Periodically, the network sends data through the system. Each node sends its sensor data to its parent node. That node sends the received data and its own data to its parent node until all the data are received by the uplink node, which converts the signal from acoustic to radio frequency and sends the information through the air to the command, or central, computer for display and evaluation.

The host node stores the sensor data from all the nodes in its memory preserving the identity of the node that produced the data so that water-monitoring personnel can track unusual readings or contaminants to their source location.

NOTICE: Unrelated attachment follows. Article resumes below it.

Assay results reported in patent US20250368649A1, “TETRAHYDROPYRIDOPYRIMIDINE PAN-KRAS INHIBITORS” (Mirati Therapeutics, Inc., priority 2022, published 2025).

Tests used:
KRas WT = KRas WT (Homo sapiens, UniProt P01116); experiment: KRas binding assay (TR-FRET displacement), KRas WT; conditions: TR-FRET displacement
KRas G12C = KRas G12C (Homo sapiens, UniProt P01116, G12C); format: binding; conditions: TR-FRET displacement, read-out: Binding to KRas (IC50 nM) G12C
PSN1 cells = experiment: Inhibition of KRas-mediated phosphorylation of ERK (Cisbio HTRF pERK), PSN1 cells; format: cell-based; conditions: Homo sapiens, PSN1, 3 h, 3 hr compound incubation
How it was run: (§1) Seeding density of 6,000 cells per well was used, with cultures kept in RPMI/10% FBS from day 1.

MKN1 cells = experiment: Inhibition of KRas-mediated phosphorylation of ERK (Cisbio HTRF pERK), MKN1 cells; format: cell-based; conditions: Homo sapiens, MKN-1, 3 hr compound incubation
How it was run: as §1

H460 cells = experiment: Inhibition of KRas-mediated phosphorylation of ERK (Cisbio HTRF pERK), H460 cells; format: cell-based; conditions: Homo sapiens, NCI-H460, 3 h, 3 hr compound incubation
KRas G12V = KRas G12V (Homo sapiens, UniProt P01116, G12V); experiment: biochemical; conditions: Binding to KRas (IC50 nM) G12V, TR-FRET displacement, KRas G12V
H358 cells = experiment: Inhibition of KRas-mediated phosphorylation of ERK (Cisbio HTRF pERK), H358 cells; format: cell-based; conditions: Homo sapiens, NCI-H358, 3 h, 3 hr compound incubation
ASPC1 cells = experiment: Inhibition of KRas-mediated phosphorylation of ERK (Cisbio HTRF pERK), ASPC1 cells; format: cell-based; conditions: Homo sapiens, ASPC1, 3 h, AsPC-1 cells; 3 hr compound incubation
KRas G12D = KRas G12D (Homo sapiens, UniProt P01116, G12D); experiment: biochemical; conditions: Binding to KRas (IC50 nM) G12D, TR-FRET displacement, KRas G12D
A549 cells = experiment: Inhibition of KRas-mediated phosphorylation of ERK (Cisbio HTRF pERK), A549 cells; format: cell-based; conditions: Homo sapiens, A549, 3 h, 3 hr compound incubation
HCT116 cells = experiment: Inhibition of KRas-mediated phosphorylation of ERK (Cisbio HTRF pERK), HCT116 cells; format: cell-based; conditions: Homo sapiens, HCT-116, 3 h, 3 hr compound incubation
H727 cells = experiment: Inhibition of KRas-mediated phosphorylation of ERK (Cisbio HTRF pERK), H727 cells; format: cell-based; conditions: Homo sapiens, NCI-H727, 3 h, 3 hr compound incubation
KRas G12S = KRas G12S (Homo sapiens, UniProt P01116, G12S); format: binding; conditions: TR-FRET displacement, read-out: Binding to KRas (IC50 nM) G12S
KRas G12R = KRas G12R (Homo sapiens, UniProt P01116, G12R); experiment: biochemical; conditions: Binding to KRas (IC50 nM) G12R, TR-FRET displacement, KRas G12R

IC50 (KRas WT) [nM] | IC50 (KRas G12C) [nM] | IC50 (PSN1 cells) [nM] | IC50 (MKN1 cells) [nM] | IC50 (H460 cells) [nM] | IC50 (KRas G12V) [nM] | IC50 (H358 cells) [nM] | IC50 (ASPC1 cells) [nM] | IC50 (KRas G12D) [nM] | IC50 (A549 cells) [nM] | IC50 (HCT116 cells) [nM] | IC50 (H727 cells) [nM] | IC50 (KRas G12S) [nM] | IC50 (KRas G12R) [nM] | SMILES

The researchers designed the nodes so that the chemical sensors are immersed in water separate from the communication electronics, making it easy to change the sensors on the nodes without having to alter the signaling network.


The National Science Foundation supported this work.

Andrea Elyse Messer | EurekAlert!
Further information:
http://www.psu.edu/

More articles from Process Engineering:

nachricht NRL develops laser processing method to increase efficiency of optoelectronic devices
16.04.2019 | Naval Research Laboratory

nachricht Hollow structures in 3D
29.03.2019 | Albert-Ludwigs-Universität Freiburg im Breisgau

All articles from Process Engineering >>>

The most recent press releases about innovation >>>

Die letzten 5 Focus-News des innovations-reports im Überblick:

Im Focus: Energy-saving new LED phosphor